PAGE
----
In 1994, I coached the first eighth-grade football team at Rim Country Middle School.
Pitted against White Mountain League powers that had long fielded junior high/middle school football teams, we were huge underdogs at the onset of the season.
Surprising everyone, we finished the season undefeated and won the league championship.
As those players left RCMS to becoming freshmen, I told them if they stuck together and continued to improve through high school they someday would become state champions.
In 1998, that prophecy became true when the players, most of whom were on that first RCMS team, won the Class 3A state title.
Also in 1998, I coached another eighth-grade team that finished the season unbeaten and won the WML championship. I told them if they stuck together through four years of high school, they too would someday win a state championship.
In truth, they were a more talented group of athletes than the Maverick team that won the 1994 crown. But that group never came close to a state championship. As their high school years wore on, some quit the sport, others moved away, some dropped out of school and there were those who struggled academically to stay eligible.
As a former coach and teacher of those boys, I was disappointed they were never able to enjoy the same fruits of their labors as did the players on the first Maverick team.
A state championship is a thrill that lasts a lifetime.
But now tragic news of the death of one of the players on that RCMS team, Garrett Quotskuyva, makes the thoughts of a state title pale.
I felt a type of coach-player bond with "Quots" -- as coaches do with all their players --nd am deeply saddened his life has come to an end at such a young age.
Sports calendars for sale
The sale of Longhorn sports posters by Summit Screen Print the past six years has generated more than $50,000 for the Payson High School sports program. Advertising in the newest edition of the calender/posters, which will include athletic schedules for the 2004-2005 year, is now being sold.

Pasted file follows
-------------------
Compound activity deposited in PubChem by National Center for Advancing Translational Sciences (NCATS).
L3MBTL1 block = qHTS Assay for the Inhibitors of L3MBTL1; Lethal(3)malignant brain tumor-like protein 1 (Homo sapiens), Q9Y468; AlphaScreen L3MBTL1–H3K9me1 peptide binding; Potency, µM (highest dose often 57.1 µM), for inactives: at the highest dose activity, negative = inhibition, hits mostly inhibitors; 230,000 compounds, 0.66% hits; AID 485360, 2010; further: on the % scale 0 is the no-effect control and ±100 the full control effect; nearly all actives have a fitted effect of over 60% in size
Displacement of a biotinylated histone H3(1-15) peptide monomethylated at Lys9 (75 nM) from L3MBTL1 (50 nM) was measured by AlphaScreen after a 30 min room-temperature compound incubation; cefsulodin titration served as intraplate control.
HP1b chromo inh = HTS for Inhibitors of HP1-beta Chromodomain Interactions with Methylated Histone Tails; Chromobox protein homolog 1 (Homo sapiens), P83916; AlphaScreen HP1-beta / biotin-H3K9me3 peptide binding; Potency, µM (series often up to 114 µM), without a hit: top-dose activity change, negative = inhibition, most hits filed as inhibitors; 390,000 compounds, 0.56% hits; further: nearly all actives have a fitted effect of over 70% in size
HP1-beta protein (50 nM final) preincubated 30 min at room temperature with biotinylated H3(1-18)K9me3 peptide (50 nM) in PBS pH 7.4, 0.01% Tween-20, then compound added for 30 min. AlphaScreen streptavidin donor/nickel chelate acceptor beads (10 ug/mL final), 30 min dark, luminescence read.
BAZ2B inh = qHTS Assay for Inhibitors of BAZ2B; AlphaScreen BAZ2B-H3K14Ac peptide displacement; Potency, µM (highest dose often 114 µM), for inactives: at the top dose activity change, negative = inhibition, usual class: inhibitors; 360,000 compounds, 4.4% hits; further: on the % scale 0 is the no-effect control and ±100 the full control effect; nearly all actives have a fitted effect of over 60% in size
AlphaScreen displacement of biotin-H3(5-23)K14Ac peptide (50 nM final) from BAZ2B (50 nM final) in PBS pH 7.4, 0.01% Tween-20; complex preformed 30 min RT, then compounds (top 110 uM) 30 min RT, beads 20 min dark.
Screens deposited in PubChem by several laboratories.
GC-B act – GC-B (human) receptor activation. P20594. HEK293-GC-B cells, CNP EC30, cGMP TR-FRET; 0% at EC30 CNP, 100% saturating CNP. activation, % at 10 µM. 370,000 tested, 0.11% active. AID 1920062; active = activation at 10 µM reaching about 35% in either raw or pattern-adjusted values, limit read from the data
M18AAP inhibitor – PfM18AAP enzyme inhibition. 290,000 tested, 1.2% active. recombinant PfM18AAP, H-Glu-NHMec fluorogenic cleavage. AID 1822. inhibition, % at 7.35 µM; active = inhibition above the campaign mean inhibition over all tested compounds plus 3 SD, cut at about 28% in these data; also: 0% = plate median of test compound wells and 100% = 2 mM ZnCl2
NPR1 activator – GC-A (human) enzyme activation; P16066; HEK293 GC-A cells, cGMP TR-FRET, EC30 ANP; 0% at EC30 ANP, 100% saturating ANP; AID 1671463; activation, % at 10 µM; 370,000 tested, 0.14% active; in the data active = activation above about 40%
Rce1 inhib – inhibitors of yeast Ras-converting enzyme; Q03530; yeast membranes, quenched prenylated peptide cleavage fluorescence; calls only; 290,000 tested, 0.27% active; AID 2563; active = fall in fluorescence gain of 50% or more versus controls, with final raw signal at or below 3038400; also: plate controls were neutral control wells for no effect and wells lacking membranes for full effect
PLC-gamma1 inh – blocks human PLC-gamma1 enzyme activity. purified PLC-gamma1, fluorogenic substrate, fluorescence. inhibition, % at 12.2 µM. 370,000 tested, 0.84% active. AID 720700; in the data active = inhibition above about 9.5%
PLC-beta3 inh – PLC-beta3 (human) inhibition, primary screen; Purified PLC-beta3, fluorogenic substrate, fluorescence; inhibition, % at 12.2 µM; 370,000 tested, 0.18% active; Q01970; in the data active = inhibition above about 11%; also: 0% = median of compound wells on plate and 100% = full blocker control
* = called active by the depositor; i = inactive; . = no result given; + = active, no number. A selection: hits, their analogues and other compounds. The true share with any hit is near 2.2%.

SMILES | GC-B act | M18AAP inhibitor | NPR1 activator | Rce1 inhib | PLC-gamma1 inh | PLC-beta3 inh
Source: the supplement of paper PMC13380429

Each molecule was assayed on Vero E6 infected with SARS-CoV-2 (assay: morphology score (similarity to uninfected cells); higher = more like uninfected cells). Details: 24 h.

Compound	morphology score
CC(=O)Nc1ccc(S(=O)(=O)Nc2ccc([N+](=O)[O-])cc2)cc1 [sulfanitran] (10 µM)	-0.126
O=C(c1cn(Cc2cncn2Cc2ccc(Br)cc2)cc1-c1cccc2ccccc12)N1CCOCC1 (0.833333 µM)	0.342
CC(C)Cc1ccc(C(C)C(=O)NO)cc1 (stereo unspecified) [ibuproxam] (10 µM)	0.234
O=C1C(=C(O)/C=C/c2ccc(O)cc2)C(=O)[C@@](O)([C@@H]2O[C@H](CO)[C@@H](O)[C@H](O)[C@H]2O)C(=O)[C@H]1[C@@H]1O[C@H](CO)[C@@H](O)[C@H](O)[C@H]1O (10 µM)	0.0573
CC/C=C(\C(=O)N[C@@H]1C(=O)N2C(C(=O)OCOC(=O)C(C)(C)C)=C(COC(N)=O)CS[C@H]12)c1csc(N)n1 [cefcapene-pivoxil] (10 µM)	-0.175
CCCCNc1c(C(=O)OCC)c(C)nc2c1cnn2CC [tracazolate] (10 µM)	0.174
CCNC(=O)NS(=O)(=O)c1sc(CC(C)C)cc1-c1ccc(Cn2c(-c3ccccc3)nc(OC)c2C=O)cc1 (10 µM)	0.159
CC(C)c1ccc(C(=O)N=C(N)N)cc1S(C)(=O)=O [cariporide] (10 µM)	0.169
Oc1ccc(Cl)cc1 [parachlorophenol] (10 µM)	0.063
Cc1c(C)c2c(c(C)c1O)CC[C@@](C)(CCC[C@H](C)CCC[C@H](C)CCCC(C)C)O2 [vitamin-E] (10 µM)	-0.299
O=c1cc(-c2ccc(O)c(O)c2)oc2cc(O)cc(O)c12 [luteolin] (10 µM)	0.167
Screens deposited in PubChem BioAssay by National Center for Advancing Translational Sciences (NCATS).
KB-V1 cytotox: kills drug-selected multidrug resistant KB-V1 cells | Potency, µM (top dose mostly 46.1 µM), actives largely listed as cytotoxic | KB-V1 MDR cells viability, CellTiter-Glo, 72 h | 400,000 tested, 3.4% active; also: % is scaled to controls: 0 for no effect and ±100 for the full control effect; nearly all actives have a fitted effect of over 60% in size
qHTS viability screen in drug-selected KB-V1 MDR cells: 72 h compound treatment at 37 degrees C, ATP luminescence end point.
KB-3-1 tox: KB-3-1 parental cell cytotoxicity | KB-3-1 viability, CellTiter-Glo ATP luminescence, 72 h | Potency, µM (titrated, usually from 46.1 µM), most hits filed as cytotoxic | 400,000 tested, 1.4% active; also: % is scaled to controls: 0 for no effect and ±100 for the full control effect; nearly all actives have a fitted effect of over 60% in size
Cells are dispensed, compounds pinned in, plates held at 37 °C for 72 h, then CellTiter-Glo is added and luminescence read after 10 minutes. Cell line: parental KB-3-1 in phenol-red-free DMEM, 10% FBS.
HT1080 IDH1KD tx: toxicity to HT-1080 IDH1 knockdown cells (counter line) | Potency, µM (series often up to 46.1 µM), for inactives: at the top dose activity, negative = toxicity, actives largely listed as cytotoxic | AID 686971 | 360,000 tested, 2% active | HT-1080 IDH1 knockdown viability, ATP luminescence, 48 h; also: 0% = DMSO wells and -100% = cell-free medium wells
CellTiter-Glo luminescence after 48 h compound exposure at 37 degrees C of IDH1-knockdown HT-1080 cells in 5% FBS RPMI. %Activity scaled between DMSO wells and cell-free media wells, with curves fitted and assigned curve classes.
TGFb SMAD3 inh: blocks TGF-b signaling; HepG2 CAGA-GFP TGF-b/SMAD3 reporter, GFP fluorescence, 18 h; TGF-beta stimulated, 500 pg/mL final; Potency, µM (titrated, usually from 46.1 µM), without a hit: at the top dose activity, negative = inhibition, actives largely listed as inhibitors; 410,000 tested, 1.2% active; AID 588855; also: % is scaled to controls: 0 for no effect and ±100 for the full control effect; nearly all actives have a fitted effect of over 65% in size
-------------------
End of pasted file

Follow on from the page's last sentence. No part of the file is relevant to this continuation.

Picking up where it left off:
According to Summit owner Chuck Hallock, only a few spaces remain. Anyone interested in purchasing advertising should call Chuck at (928) 474-6402. The Aug. 16 deadline is rapidly approaching.
An inaugural Fall Stampede is slated for Oct. 2. Both the series and the stampede will be at the Payson Event Center.
Hunt explained the "progressive" format to be used in the fall barrel series as one in which riders will compete against other riders with similar times rather than in age groups.
It is similar to the 4D format the National Barrel Horse Association uses. In it, the competitors are grouped into four divisions based on their times.
According to NBHA District II Director Suzanne Barnes, having four divisions levels the playing field for the competitors.
"The motto of NBHA is ‘where beginners can be winners,'" she said. "We make it fair and fun for everyone."
During the progressive series, Hunt said, "there will only be one event each night, alternating barrels and poles each week."
At the conclusion of the competition, Gist buckles will be awarded to the five high-point riders in each time slot.
For the Fall Stampede, eight events will be held each day. Books open at 8 a.m. and the first event will begin at 10 a.m. In the Stampede, riders will compete in age groups.
They are: 8 and under, 9 to 12, 13 to 17, 18 to 39 and 40 and older.
The entry fee is $5 per event or $25 for all. At the conclusion of the competition, trophies, ribbons and other high-point awards will be given.
Rules and event descriptions are available at the parks and recreation office at Green Valley Park. Pre-registration for the Fall Stampede will begin Sept. 20 and conclude Oct. 1.
Fore more information on the series or Fall Stampede, call Hunt at (928) 474-5242, ext. 7.